Dating With Children: Part 2
The dating scene from a single parent’s perspective was explored in Part 1, emphasizing it is vital for a single parent to work on his or her own personal growth before considering a serious dating relationship. Once you’ve grown to the point when you are ready to share your life with another person, you will have to face some obstacles that are unique to the single-parent dating experience. These obstacles have to do with your children.
Fear of Loss, Jealousy
When to introduce your children to your new dating partner has a common- sense answer that, too often, is ignored. Children who have experienced the death of one parent, or a divorce, will be sensitive to “losing” another significant person in their lives. Don’t be surprised if they keep their distance for a long time after you’ve made the initial introduction; their natural defenses to not get involved, for fear of being hurt by another loss, will be very strong. Obviously, if you get your children involved with your new partner, who suddenly drops out of the picture in a month or two, your children’s sense of trust may be compromised. Be sensitive to their defenses and don’t rush introductions until you’re serious about the relationship.
Children also are prone to express jealousy toward your new relationship when they feel the threat of losing you to someone else. Having already lost one parent, they can have a difficult time dealing with the thought of losing you to someone else.
When the kids become overly protective, express disapproval of your new dating life, or misbehave to get back at you for making dating choices, don’t retaliate with anger or stop dating to appease them. Instead, listen to what they have to say. Continually assure them you will not make a permanent decision about bringing someone new into your lives unless you feel it will be good for everyone. Ask them to trust you and be especially loving toward them during this time.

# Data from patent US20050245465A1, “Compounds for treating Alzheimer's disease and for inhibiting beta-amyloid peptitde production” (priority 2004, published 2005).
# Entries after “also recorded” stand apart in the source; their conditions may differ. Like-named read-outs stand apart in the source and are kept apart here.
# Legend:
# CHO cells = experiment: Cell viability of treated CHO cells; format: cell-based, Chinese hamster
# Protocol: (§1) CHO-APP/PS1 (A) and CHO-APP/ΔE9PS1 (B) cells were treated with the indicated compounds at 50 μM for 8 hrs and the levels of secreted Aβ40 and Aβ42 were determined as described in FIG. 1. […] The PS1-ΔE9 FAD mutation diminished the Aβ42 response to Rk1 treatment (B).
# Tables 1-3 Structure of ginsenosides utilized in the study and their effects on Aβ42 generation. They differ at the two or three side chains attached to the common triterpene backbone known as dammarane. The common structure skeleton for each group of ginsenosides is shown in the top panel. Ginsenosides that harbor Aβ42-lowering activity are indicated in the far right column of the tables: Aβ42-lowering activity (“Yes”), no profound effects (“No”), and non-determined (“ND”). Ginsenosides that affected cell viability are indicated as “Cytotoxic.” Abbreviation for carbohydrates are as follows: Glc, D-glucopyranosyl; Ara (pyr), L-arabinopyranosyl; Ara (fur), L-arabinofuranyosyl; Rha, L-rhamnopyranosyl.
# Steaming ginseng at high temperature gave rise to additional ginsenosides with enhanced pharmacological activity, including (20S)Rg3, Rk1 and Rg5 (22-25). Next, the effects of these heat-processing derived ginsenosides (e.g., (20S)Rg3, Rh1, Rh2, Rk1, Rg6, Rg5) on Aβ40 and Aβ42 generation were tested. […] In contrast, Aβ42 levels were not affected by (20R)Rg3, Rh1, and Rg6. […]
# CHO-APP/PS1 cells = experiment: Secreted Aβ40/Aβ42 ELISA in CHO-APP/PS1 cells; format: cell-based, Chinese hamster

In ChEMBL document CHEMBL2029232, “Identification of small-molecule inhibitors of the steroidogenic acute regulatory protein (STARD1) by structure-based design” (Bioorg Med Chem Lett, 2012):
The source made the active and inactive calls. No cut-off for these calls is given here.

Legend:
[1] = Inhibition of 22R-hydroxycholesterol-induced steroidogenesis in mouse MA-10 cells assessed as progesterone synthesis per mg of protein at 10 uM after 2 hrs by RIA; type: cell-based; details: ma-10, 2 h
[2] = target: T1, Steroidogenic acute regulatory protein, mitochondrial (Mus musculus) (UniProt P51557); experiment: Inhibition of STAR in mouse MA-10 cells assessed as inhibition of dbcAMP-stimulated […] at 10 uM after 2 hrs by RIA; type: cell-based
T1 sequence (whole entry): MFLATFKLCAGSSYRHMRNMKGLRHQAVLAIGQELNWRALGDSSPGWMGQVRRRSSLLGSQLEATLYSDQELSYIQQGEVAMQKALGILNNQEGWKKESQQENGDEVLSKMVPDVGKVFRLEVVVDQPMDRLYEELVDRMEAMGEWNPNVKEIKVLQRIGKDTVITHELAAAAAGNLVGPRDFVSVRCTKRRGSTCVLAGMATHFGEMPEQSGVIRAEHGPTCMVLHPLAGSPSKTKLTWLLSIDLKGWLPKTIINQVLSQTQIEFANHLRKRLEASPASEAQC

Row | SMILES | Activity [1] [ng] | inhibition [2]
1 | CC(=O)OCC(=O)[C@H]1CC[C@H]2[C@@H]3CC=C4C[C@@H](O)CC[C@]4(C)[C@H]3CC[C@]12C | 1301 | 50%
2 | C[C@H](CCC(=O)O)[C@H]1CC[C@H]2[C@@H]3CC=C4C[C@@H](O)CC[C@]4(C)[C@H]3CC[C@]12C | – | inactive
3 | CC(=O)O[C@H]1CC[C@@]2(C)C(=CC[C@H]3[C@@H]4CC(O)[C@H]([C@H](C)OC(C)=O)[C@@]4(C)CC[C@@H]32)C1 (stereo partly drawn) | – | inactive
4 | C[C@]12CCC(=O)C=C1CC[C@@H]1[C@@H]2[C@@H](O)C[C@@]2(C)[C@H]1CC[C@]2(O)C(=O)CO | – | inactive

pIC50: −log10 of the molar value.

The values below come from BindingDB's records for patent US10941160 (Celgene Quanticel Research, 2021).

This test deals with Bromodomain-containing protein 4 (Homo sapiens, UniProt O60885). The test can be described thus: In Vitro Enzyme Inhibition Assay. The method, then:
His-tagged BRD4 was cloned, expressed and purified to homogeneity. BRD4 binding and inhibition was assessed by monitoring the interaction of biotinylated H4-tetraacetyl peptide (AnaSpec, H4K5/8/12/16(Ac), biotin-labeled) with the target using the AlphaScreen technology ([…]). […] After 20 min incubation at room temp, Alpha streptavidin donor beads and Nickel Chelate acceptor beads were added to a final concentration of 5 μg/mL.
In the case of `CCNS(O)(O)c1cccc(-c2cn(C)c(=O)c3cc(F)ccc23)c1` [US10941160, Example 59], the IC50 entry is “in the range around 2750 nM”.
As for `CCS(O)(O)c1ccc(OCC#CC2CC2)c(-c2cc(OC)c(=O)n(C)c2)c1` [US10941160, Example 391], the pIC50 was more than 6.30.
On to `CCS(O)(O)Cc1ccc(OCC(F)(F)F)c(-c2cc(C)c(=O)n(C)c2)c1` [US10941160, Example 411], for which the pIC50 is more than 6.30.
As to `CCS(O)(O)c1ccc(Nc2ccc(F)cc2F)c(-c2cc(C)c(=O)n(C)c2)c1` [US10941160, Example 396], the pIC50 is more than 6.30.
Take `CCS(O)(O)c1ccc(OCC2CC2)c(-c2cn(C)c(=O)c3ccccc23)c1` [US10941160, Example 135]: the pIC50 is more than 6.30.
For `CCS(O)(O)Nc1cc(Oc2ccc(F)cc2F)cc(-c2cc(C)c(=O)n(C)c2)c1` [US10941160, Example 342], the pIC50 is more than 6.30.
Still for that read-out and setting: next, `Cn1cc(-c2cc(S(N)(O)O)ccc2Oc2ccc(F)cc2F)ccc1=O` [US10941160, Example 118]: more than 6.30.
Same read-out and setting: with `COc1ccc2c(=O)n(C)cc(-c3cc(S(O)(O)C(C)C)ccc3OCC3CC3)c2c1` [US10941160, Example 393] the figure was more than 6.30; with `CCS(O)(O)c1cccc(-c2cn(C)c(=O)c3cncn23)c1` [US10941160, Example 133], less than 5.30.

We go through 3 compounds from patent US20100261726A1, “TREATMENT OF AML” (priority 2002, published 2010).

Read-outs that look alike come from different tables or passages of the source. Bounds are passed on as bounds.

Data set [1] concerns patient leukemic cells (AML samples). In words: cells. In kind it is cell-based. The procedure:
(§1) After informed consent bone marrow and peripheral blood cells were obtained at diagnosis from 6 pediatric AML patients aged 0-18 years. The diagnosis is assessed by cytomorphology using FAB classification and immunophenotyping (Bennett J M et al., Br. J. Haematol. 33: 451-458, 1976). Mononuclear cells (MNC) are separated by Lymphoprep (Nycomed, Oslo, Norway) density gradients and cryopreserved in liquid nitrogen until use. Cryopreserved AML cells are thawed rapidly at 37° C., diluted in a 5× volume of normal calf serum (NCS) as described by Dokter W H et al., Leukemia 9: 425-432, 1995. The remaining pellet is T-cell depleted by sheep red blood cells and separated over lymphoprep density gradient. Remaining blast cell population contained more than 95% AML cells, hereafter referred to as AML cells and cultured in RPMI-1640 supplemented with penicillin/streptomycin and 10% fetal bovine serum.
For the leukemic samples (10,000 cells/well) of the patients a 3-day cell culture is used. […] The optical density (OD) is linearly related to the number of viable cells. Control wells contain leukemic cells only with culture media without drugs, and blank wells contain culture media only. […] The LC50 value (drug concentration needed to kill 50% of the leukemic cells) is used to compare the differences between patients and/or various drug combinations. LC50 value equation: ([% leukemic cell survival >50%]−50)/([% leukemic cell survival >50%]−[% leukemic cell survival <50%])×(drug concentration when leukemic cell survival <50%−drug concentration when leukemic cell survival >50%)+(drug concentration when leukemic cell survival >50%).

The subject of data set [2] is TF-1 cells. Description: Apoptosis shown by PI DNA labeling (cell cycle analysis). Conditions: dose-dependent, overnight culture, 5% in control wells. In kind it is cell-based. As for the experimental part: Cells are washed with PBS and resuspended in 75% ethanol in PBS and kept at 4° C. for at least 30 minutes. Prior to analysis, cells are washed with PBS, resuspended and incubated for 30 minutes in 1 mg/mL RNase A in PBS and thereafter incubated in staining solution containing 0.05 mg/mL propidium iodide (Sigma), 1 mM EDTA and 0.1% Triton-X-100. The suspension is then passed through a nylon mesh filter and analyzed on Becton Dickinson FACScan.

Intimacy and Marriage
It’s easy to want to spend every waking hour with someone when you fall head over heels in love, but keep a clear mind. Create some distance between you and your new partner by blocking time to spend alone with your kids. This will give you a chance to take a step back and examine the new relationship and give the children time to get used to the changes taking place. It also can clue you in to the reaction your new partner will have as you place a priority on your parenting responsibilities.
A good rule of thumb is to keep your dating life separate from your family life at least until after you have had a chance to test the relationship yourself. When both you and your partner feel comfortable you have a long-term future, make the introductions, but don’t expect your children and your new friend to begin doing a number of activities together. Let the relationships unfold naturally. If you truly want to foster a successful blended family, your example of patience and respect toward one another in a horizontal relationship should set the tone for the vertical relationships you expect between step-parents and children.
In front of the kids, keep the relationship at arms length — an overnight stay when the children are at home is not a good idea, as it will cause tension and will appear to the children that you are trying to force a “new family” concept on them. Save kissing and touching for when the kids are not around.
When you begin to talk more seriously with your partner about marriage, then it is appropriate to take the relationship between your partner and your children to a new level of closeness. You might want to have a sit-down discussion with everyone to talk about the possibilities of blending the family and spending more time together.
Allow your kids to express their feelings about the relationship, and encourage them to be patient with your partner, just as your partner is willing to be patient with them. Remember, you were their parent before you were this person’s date. Expect some awkwardness, allow for strong feelings, and don’t rush the future.
Before you decide to bond your life with another person, think through what it is you owe your children and what you owe yourself. You owe your children a harmonious environment in which they are loved and accepted, not just tolerated. You owe yourself the chance to be happy and experience a healthy, loving relationship. If your new partner brings the kind of quality to your life that fulfills these needs, you can feel comfortable you are on the right track.
Part 1 of Dating With Children appeared in the Single Parent column in the February issue. Go to www.charlotteparent.com/articles.
Diane Chambers Shearer is a licensed marriage and family therapist, divorce mediator, and parent educator in Atlanta. She is author of “Solo Parenting: Raising Strong and Happy Families” (Fairview Press, 1997) and publishes The Peaceful Co-Parent, a quarterly newsletter for divorce parents. Visit www.dianeshearer.com.